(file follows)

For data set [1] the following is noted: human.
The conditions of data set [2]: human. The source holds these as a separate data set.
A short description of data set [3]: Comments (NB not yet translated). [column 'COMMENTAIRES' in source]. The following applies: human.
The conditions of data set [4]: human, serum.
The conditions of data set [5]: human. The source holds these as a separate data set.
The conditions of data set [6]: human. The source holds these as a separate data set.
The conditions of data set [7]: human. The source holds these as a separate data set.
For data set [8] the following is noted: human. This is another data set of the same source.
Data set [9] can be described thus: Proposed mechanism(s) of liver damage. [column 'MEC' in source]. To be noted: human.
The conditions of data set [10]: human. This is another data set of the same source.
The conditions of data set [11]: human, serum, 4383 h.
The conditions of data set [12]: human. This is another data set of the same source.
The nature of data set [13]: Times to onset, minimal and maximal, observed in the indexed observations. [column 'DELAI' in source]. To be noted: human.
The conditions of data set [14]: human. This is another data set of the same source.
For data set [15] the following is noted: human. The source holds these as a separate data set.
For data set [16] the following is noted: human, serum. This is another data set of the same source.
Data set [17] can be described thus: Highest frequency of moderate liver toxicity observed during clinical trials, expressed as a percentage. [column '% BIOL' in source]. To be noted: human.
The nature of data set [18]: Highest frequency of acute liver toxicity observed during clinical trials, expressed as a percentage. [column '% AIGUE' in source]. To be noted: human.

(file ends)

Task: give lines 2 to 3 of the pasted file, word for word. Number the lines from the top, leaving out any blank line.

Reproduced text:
The conditions of data set [2]: human. The source holds these as a separate data set.
A short description of data set [3]: Comments (NB not yet translated). [column 'COMMENTAIRES' in source]. The following applies: human.